And how is discernment the surpassing state? There is the case where the Dhammas I have pointed out to my disciples are entirely for the right ending of suffering & stress. And however I have pointed out Dhammas for my disciples entirely for the right ending of suffering & stress, one has scrutinized them all with discernment.

“This is how discernment is the surpassing state.

“And how is release the heartwood? There is the case where the Dhammas I have pointed out to my disciples are entirely for the right ending of suffering & stress. And however I have pointed out Dhammas for my disciples entirely for the right ending of suffering & stress, one has touched them all through release.

“This is how release is the heartwood.

“And how is mindfulness the governing principle? The mindfulness that ‘I will make complete any training with regard to good conduct that is not yet complete, or I will protect with discernment any training with regard to good conduct that is complete’ is well established right within. The mindfulness that ‘I will make complete any training with regard to the basics of the holy life that is not yet complete, or I will protect with discernment any training with regard to the basics of the holy life that is complete’ is well established right within. The mindfulness that ‘I will scrutinize with discernment any Dhamma that is not yet scrutinized, or I will protect with discernment any Dhamma that has been scrutinized’ is well established right within. The mindfulness that ‘I will touch through release any Dhamma that is not yet touched, or I will protect with discernment any Dhamma that has been touched’ is well established right within.

“This is how mindfulness is the governing principle.

https://suttacentral.net/en/an4.245[/i]
Again, from AN 48.44, which only includes wholesome dhammas:
...the faculty of conviction... persistence... mindfulness... concentration... discernment, when developed & pursued, gains a footing in the Deathless, has the Deathless as its goal & consummation

https://www.accesstoinsight.org/tipitak ... .than.html
:alien:
mikenz66 wrote:
Sun Mar 04, 2018 12:48 am
Bhikkhu Bodhi's notes for AN 10.58:
Footnote 1801 for AN 8.83 (similar discourse).
Last edited by DooDoot on Sun Mar 04, 2018 1:07 am, edited 5 times in total.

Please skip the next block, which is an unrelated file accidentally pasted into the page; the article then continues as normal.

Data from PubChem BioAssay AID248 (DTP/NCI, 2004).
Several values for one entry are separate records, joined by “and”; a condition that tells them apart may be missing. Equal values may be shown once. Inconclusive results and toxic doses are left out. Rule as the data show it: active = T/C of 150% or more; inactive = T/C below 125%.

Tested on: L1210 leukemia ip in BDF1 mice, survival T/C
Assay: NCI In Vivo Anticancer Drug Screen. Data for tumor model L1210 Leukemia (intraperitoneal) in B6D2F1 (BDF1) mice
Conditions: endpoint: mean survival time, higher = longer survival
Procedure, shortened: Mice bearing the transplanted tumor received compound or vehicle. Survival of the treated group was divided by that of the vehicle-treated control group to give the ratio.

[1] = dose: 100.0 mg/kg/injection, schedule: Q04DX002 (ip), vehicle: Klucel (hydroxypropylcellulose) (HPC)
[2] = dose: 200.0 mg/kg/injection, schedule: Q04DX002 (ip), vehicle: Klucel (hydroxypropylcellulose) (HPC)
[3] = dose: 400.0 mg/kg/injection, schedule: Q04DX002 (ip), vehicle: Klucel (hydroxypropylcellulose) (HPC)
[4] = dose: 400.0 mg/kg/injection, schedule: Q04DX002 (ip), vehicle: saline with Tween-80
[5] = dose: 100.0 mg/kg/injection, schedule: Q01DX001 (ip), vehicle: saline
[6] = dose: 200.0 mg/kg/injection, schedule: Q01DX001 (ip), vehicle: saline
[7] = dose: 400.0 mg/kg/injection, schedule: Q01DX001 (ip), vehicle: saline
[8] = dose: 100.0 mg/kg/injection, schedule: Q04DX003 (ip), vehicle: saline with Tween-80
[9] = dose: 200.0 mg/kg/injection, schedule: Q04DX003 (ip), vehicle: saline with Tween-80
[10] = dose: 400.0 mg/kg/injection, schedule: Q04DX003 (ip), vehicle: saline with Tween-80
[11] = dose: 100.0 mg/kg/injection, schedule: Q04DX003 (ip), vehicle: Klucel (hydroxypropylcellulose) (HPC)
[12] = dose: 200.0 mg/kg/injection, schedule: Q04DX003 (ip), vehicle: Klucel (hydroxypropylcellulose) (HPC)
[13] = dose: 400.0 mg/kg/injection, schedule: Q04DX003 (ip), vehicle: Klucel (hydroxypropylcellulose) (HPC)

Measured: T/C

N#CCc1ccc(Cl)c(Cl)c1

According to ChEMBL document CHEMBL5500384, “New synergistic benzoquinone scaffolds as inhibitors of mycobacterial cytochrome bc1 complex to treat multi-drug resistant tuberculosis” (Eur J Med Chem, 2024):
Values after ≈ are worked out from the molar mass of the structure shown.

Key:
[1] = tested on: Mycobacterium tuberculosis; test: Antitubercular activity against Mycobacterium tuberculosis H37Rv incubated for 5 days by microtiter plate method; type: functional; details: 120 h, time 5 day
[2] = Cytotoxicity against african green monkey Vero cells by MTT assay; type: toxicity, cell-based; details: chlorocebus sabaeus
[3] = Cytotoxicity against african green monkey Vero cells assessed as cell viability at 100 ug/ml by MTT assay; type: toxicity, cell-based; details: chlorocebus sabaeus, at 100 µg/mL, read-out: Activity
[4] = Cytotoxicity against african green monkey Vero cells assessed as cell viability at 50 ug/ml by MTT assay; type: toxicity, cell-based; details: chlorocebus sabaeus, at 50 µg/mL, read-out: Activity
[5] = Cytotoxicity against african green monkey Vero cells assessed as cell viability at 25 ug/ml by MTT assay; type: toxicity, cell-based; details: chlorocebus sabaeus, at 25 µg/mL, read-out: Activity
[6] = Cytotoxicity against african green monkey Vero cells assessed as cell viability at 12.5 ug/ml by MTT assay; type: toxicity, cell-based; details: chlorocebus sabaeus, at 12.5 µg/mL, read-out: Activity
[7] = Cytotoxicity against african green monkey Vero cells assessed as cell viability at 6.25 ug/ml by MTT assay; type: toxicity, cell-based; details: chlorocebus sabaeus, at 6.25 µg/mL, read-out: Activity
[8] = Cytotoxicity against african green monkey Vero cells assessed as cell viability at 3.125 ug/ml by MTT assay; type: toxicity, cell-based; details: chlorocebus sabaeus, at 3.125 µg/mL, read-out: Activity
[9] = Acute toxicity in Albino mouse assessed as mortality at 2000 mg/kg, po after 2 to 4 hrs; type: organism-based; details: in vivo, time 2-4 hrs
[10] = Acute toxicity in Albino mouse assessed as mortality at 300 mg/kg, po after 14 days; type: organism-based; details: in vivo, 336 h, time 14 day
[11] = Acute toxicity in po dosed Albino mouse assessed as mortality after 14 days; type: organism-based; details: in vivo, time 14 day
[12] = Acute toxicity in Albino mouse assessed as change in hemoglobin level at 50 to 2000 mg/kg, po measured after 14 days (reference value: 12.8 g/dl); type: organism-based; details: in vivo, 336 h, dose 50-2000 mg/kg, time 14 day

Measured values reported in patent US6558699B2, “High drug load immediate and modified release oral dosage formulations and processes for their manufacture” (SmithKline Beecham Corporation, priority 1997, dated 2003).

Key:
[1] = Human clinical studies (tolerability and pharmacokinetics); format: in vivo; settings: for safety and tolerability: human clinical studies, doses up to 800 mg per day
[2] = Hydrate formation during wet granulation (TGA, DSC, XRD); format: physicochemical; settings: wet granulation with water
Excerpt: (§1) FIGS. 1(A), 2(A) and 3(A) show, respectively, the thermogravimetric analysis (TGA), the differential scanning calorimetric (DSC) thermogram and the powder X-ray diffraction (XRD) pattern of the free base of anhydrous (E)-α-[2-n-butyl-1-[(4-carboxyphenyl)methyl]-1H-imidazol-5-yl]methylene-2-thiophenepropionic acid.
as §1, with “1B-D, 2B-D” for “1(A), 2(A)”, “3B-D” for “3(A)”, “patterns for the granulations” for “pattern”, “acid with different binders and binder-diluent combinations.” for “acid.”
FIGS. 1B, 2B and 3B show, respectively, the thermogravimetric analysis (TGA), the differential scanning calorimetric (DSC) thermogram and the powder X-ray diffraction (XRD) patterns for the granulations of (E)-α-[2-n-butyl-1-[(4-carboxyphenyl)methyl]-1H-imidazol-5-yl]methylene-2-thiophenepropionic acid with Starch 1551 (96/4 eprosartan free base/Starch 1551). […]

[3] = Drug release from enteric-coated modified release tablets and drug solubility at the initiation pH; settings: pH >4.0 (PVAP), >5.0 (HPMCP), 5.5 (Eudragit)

There is always an official executioner. If you try to take his place, It is like trying to be a master carpenter and cutting wood. If you try to cut wood like a master carpenter, you will only hurt your hand.

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Re: Nibbana and nihilism

Post by mikenz66 » Sun Mar 04, 2018 1:01 am

DooDoot wrote:
Sun Mar 04, 2018 12:49 am
rightviewftw wrote:
Sun Mar 04, 2018 12:46 am
lol this is direct sutta words not mine;
The Buddha did not teach in English. The Pali word 'dhamma' in the sutta does not mean 'things' or 'phenomena'. The original Commentary (Dīgha Porāṇa Ṭīkā) correctly said the meaning of 'dhamma' here is 'wholesome mental states'.
mikenz66 wrote:
Sun Mar 04, 2018 12:48 am
Bhikkhu Bodhi's notes for AN 10.58:
Footnote 1801 for AN 8.83 (similar discourse).
OK, for those interested here is the relevant part of AN 8.83, and Bhikkhu Bodhi's comments:
“‘Friends, (1) all things are rooted in desire. (2) They come
into being through attention. (3) They originate from contact. (4)
They converge upon feeling. (5) They are headed by concentra-
tion. (6) Mindfulness exercises authority over them. (7) Wisdom
is their supervisor. (8) Liberation is their core.’ [1801]

[Note 1801]
Brahmāli (in a private communication) offers a fine explana-
tion of this cryptic sutta: “I understand sabbe dhammā to be a
reference to the world of personal experience. The meaning
would then be as follows: All elements of our experience are
rooted in desire (chandamūlakā) in the sense that we exist due to
desire (taking chanda as equivalent to craving). They come into
being through attention (manasikārasambhavā) in the sense that we
only experience what we attend to. They originate from contact
(phassasamudayā) because without contact we don’t experience
anything at all. They converge upon feeling (vedanāsamosaraṇā) in
the sense that feeling is the most important aspect of our expe-
rience, the basic motivating factor in everything we do. They
are headed by concentration (samādhippamukhā) in the sense that
concentration is a controlling faculty (an indriya) whose lead
all elements of our experience must follow. They are under the
authority of mindfulness (satādhipateyyā) because mindfulness is
another controlling faculty which directs us in whatever we do
or experience. All things have wisdom as supervisor (paññuttarā)
because wisdom is the chief of the controlling faculties; wisdom,
more than anything else, controls our experience (the last three
factors are what allow us to get a sense of being in charge of our
lives). That liberation is their core (vimuttisārā), the most excellent
of all things, is self-explanatory.”
:heart:
Mike

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Re: Nibbana and nihilism

Post by rightviewftw » Sun Mar 04, 2018 1:14 am

mikenz66 wrote:
Sun Mar 04, 2018 1:01 am
[Note 1801]
Brahmāli (in a private communication) offers a fine explana-
tion of this cryptic sutta: “I understand sabbe dhammā to be a
reference to the world of personal experience. The meaning
would then be as follows: All elements of our experience are
rooted in desire (chandamūlakā) in the sense that we exist due to
desire (taking chanda as equivalent to craving). They come into
being through attention (manasikārasambhavā) in the sense that we
only experience what we attend to. They originate from contact
(phassasamudayā) because without contact we don’t experience
anything at all. They converge upon feeling (vedanāsamosaraṇā) in
the sense that feeling is the most important aspect of our expe-
rience, the basic motivating factor in everything we do. They
are headed by concentration (samādhippamukhā) in the sense that
concentration is a controlling faculty (an indriya) whose lead
all elements of our experience must follow. They are under the
authority of mindfulness (satādhipateyyā) because mindfulness is
another controlling faculty which directs us in whatever we do
or experience. All things have wisdom as supervisor (paññuttarā)
because wisdom is the chief of the controlling faculties; wisdom,